To evaluate the efficacy of the proposed solution in comparison to the existing techniques, quantitative evaluation of the proposed techniques has been performed in comparison to different state of art methods, and conventional learning methods. Both FN and recall are considered as important parameters to show the efficacy of the proposed techniques, additionally, accuracy, F1 score, FP, TP and TN were adopted as evaluation parameters.


Ransomware is one of the highly threatening malwares and is difficult to detect because of continuous increase in its new variants. Thus, IDS trained for specific ransomware events often results in suboptimal performance for new adaptations of ransomware (zero-day) attacks. In this work, a new ensemble learning strategy, “CSPE-R” is developed to address the challenge of heterogeneous behaviour of ransomware attacks by aggregating the discrimination ability of multiple-experts and considering varied events. In this regard, we explored diverse semantic spaces, exploited cost-sensitive optimization, and developed a new Pareto-optimality based base-estimator selection strategy to improve the zero-day ransomware detection performance. The proposed ensemble selection strategy effectively improves the generalization performance against zero-day ransomware attack by gaining improvement in recall (9%) and F1-score (1%), when compared to the best performing base estimator and other ensemble learning strategies. The proposed idea of learning dissimilarities between the different families of the attacks and subsequent development of a cost sensitive based ensemble for the detection of zero-day ransomware attacks has the potential to be applied for other types of zero-day attacks as well.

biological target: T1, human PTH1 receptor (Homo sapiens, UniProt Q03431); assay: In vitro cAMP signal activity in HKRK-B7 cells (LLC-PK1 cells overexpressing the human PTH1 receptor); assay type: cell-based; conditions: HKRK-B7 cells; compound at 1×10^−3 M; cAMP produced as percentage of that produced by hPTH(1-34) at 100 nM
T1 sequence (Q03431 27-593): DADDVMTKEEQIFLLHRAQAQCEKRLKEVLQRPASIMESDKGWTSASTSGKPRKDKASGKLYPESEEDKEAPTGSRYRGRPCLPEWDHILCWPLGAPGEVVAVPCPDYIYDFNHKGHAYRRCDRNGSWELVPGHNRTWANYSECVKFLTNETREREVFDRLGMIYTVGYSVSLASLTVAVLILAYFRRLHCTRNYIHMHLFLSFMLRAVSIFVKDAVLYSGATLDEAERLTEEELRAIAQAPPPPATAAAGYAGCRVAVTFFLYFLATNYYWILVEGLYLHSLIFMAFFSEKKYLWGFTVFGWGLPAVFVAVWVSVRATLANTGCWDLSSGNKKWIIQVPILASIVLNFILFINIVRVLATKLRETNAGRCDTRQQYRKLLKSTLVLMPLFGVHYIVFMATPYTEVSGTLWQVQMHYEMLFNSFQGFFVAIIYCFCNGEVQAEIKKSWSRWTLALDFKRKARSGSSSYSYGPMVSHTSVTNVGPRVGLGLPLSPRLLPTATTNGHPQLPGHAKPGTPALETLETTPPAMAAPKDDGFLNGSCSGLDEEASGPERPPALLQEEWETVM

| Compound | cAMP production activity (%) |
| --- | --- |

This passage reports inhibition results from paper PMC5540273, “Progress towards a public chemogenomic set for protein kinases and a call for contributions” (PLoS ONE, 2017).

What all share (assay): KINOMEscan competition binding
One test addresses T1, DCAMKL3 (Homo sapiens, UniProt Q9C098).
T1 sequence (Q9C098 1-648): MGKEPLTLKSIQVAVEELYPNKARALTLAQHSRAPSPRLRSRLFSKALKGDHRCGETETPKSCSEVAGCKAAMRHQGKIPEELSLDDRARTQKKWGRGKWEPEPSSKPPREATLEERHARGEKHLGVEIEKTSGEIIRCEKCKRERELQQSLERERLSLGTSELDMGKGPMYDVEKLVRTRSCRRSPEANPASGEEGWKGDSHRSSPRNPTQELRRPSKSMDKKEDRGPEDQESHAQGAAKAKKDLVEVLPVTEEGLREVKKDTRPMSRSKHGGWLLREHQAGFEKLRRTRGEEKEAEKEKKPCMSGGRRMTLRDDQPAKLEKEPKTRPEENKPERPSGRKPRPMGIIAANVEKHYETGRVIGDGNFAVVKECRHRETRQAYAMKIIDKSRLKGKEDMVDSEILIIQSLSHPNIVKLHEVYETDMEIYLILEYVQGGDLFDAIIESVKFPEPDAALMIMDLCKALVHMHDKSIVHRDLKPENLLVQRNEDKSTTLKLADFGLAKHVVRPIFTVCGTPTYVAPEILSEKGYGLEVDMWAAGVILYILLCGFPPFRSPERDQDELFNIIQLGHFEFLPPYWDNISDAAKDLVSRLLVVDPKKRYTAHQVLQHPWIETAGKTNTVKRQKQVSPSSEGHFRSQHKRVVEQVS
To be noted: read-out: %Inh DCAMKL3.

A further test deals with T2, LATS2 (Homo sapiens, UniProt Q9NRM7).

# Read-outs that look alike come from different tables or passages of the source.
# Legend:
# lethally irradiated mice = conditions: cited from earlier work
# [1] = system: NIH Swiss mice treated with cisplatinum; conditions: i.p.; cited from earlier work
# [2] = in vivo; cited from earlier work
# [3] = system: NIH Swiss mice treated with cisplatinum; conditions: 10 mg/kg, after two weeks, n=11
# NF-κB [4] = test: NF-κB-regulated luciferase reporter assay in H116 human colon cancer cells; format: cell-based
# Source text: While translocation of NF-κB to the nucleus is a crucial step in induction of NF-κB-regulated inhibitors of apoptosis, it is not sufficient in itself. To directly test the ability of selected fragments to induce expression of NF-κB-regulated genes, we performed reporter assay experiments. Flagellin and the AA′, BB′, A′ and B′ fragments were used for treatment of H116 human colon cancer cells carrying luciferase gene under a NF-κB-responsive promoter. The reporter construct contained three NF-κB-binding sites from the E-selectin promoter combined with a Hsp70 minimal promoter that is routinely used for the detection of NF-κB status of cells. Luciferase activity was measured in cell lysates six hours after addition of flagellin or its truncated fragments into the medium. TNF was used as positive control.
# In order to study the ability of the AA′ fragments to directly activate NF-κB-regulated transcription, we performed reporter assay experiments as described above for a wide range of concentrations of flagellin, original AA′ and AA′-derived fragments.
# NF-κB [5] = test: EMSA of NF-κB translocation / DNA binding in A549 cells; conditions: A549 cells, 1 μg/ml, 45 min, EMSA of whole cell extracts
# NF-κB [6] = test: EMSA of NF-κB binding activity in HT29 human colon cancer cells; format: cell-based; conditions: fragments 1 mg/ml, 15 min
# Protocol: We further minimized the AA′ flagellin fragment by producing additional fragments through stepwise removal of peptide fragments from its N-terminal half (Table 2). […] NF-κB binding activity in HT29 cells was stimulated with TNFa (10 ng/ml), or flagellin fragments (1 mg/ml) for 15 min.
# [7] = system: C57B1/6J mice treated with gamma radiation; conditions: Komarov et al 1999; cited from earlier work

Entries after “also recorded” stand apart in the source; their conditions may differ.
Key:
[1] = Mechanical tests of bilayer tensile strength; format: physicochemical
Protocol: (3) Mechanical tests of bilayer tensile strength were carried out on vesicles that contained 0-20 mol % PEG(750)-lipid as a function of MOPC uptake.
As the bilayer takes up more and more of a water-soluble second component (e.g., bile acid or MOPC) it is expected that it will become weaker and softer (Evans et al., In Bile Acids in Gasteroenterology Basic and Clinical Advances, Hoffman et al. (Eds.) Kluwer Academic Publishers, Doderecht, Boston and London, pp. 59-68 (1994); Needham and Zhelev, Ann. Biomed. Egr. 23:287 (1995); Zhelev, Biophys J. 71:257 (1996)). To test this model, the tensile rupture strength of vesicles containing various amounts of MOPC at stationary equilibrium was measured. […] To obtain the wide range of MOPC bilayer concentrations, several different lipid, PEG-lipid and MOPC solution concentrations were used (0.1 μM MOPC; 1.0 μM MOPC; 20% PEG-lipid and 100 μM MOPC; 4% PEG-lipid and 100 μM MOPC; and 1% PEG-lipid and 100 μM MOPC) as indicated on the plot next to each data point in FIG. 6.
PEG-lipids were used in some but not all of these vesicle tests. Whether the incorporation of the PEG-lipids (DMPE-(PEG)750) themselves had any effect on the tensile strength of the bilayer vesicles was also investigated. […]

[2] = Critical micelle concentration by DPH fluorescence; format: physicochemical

The proposed framework considers host based features, however in future, network traffic verification can also be investigated as a features. Additionally, the current study focusses on eleven families of ransomware, extended version may comprise of training the proposed framework with additional ransomware variants. Dynamic analysis is a time consuming activity. In future, this feature extraction time can be reduced by investigating only pre-encryption based features.